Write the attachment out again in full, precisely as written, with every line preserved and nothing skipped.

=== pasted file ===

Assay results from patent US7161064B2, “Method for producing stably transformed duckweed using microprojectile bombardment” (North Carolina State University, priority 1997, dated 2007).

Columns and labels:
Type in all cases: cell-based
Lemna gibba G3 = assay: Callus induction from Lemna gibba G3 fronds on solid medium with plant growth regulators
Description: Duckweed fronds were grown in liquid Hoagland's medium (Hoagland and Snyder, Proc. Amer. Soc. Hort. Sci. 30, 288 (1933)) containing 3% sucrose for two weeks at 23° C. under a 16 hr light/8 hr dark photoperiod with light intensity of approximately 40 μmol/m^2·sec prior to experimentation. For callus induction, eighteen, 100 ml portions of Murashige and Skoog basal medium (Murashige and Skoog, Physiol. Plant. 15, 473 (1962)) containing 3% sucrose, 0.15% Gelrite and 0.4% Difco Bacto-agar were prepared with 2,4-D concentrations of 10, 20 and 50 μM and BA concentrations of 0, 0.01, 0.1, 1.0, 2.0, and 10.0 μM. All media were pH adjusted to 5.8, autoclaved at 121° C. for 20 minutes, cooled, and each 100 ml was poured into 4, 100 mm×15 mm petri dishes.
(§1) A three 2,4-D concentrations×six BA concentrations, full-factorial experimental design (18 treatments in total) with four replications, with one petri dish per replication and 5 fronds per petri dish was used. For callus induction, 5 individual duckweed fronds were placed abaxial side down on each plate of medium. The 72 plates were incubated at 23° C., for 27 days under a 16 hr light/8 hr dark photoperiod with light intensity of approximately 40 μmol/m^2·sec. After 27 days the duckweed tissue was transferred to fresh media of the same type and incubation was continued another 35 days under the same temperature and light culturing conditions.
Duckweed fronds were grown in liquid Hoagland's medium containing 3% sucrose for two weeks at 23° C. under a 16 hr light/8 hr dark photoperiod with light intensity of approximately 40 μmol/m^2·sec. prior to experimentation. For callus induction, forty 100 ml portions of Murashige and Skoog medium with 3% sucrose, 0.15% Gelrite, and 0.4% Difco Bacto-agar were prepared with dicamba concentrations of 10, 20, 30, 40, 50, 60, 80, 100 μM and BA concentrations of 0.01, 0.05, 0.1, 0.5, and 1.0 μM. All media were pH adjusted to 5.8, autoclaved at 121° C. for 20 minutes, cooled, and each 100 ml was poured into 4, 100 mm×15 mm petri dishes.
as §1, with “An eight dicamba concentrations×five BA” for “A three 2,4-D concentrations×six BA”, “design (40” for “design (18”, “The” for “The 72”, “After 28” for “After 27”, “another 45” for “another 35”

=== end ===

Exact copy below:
Assay results from patent US7161064B2, “Method for producing stably transformed duckweed using microprojectile bombardment” (North Carolina State University, priority 1997, dated 2007).

Columns and labels:
Type in all cases: cell-based
Lemna gibba G3 = assay: Callus induction from Lemna gibba G3 fronds on solid medium with plant growth regulators
Description: Duckweed fronds were grown in liquid Hoagland's medium (Hoagland and Snyder, Proc. Amer. Soc. Hort. Sci. 30, 288 (1933)) containing 3% sucrose for two weeks at 23° C. under a 16 hr light/8 hr dark photoperiod with light intensity of approximately 40 μmol/m^2·sec prior to experimentation. For callus induction, eighteen, 100 ml portions of Murashige and Skoog basal medium (Murashige and Skoog, Physiol. Plant. 15, 473 (1962)) containing 3% sucrose, 0.15% Gelrite and 0.4% Difco Bacto-agar were prepared with 2,4-D concentrations of 10, 20 and 50 μM and BA concentrations of 0, 0.01, 0.1, 1.0, 2.0, and 10.0 μM. All media were pH adjusted to 5.8, autoclaved at 121° C. for 20 minutes, cooled, and each 100 ml was poured into 4, 100 mm×15 mm petri dishes.
(§1) A three 2,4-D concentrations×six BA concentrations, full-factorial experimental design (18 treatments in total) with four replications, with one petri dish per replication and 5 fronds per petri dish was used. For callus induction, 5 individual duckweed fronds were placed abaxial side down on each plate of medium. The 72 plates were incubated at 23° C., for 27 days under a 16 hr light/8 hr dark photoperiod with light intensity of approximately 40 μmol/m^2·sec. After 27 days the duckweed tissue was transferred to fresh media of the same type and incubation was continued another 35 days under the same temperature and light culturing conditions.
Duckweed fronds were grown in liquid Hoagland's medium containing 3% sucrose for two weeks at 23° C. under a 16 hr light/8 hr dark photoperiod with light intensity of approximately 40 μmol/m^2·sec. prior to experimentation. For callus induction, forty 100 ml portions of Murashige and Skoog medium with 3% sucrose, 0.15% Gelrite, and 0.4% Difco Bacto-agar were prepared with dicamba concentrations of 10, 20, 30, 40, 50, 60, 80, 100 μM and BA concentrations of 0.01, 0.05, 0.1, 0.5, and 1.0 μM. All media were pH adjusted to 5.8, autoclaved at 121° C. for 20 minutes, cooled, and each 100 ml was poured into 4, 100 mm×15 mm petri dishes.
as §1, with “An eight dicamba concentrations×five BA” for “A three 2,4-D concentrations×six BA”, “design (40” for “design (18”, “The” for “The 72”, “After 28” for “After 27”, “another 45” for “another 35”